Iford’s 2016 opera season has more than nodded to Shakespeare’s 400th anniversary, first opening with Verdi's Macbeth, and now turning finally to an operatic reworking of A Midsummer Night's Dream. Director Tim Nelson, also conducting the mellifluous Early Opera Company Orchestra, has created a new performing edition of Henry Purcell’s The Fairy Queen, which picks out the most familiar scenes and divides them into four “Nights” (the Mechanicals’ rehearsal, Oberon and Titania’s quarrel, the human lovers’ confusion, and the Mechanicals’ play), framed by a Prologue and Epilogue.

Hence, the humble shift from “The” to “A” Fairy Queen. Lines from elsewhere in Shakespeare (I think I heard scraps from The TempestHamletTwelfth Night, and Antony and Cleopatra) sprinkle a little extra fairy dust over the proceedings; John Donne’s poetry even makes a surprise cameo. Amid these clever allusions and additions, Theseus and Hippolyta have been excised (perhaps so that Oberon and Titania can steal their best lines), and we never get to see the four lovers reconciling. Rather than becoming streamlined by these omissions, the opera can feel a little unbalanced and, even more surprisingly for such a familiar work, lack a sense of overall direction.

However, the vibrancy, intellectual intricacy, and joyous creativity of Nelson’s vision cannot be faulted, and the production constantly gathers pace and conviction. Purcell’s music is not only exquisite, but here is wielded skilfully across every scene, each aria well integrated into the action, from ecstatic outpourings of love to Dowland-like waves of languid sorrow; the switching from speech to song becomes progressively more fluid (and feels less and less contrived) as time goes on, and naturally for this piece, humour is never far away. 

Iford’s production showcases a noticeably talented cast, ably supported by an ensemble drawn from Iford’s New Generation Artist Programme: Keith Pun, Cally Youdell, Ben Smith and Daniel D’Souza. A deceptively simple set by takis became progressively more and more visually fascinating through the evening, beginning in a translucent silver cube which is soon roughly torn down by the rumbustious fairies, who find a magical dressing up box with which to alter their identities, wearing strong colours as mortals, reverting to the fairy realm in sparkling white and silver with touches of feathers and glitter.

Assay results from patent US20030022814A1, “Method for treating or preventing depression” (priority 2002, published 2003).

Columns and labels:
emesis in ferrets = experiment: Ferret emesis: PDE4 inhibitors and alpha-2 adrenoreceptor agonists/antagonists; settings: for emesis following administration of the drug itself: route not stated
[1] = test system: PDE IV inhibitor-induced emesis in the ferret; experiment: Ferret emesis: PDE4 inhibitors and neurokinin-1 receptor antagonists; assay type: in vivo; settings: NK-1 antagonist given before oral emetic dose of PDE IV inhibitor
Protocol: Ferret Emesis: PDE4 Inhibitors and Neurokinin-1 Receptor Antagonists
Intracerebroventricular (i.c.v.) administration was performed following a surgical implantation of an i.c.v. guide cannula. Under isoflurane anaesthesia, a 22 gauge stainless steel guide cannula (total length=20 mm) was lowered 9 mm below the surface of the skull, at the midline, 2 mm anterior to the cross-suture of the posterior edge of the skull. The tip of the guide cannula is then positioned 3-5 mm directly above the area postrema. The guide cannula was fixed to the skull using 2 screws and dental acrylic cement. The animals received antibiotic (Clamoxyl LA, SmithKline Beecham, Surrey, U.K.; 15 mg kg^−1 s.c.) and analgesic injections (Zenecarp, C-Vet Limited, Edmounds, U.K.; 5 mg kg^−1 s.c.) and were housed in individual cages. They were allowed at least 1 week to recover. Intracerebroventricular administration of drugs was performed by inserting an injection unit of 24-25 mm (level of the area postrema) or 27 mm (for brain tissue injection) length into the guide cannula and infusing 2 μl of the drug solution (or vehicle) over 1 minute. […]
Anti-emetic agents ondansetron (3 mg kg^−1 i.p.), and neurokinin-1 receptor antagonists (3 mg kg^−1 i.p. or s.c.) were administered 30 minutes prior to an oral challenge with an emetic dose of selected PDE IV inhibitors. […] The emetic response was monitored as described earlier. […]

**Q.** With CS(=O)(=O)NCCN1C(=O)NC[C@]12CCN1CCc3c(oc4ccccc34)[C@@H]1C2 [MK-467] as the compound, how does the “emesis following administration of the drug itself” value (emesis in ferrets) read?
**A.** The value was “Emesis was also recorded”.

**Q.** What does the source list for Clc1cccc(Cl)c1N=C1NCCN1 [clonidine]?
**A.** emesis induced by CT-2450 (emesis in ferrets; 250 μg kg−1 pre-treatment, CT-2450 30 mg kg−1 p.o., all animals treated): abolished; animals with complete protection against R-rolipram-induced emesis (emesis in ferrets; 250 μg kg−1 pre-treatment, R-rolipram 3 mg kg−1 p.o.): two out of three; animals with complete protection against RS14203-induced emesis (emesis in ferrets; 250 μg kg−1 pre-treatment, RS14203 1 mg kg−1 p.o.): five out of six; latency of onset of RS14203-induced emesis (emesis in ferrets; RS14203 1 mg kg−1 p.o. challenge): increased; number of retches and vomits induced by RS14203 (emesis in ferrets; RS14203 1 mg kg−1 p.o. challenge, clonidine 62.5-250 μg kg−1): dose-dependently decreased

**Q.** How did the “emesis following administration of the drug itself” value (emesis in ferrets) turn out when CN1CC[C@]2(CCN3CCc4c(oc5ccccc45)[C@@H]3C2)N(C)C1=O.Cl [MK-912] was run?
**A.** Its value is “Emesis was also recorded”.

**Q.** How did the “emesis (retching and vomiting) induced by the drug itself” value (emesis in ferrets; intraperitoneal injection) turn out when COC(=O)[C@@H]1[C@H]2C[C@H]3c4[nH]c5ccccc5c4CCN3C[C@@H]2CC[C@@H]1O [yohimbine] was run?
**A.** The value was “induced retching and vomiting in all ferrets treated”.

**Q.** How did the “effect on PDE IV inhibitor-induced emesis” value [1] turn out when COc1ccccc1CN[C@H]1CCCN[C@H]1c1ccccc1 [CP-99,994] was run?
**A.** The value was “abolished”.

Titania is magnificent in an iridescent full-length gown with tousled white wig. Later, four iron bedsteads lurch against the central well at drunken angles as the lovers hop in and out of bed with each other; when Demetrius memorably tries to pull himself together by singing a fine aria underneath a real, working cold shower, the others resignedly hoist red umbrellas. Nature, as green plants, drifting autumn leaves, or even dawning sunshine, makes several pleasing appearances on stage. The cloister's pillars are clothed in crumpled silver brimming with fairy lights, part of an ambitious and nimbly effective lighting design by Christopher Nairne which mixes electric light with candles to play with both the texture and colour of different kinds of light. 

Jake Arditti is outstanding as Oberon, overflowing with vengeful anger and frustrated passion before learning the value of true love. Arditti's superb countertenor and mastery of this music make for a compelling portrayal, especially when combined with such unnervingly good acting at close quarters. Frederick Long's luscious, forensically clear bass makes for a thought-provoking and memorable Puck, an adept and intelligent sprite who may love his Fairy King but also clearly thinks for himself, deeply. Long’s sweetly self-effacing Starveling the tailor gets the finest, roundest moon costume I have ever seen. Ciara Hendrick’s sensitive acting and supple, clean mezzo make for a superbly affecting and effective Hermia, whose definite sophistication contrasts with Rose Setten’s fiery, bespectacled but ultimately more schoolgirlish Helena. Setten, however, evens the balance with her extraordinarily beautiful final aria, delivered as Snout playing a show-stealing Thisbe, much to Bottom's stunned chagrin. 

Jon Stainsby takes a thoughtful, intense approach to Bottom which still gains laughs, with beautifully accurate singing: Stainsby impresses even more as Demetrius (not only in his shower scene), conveying emotional maturity as well as wonderful music. Simon Gfeller is outstanding as Lysander, not only singing with flowing energy, but delivering his spoken lines of Shakespeare with enviably fresh fluency. Lucy Page has a nicely judged combination of queenly disdain and conspiratorial wildness as Titania, singing with glorious smoothness and command. The whole ensemble's instinctively slick timing, across some dynamic choreography which even incorporates traditional stave dancing, makes for a genuinely engaging evening of visual spectacle and beautiful music: there are also prolonged moments of on-stage eroticism, which I could have happily halved, but takis’ set always gives you plenty of other things to look at.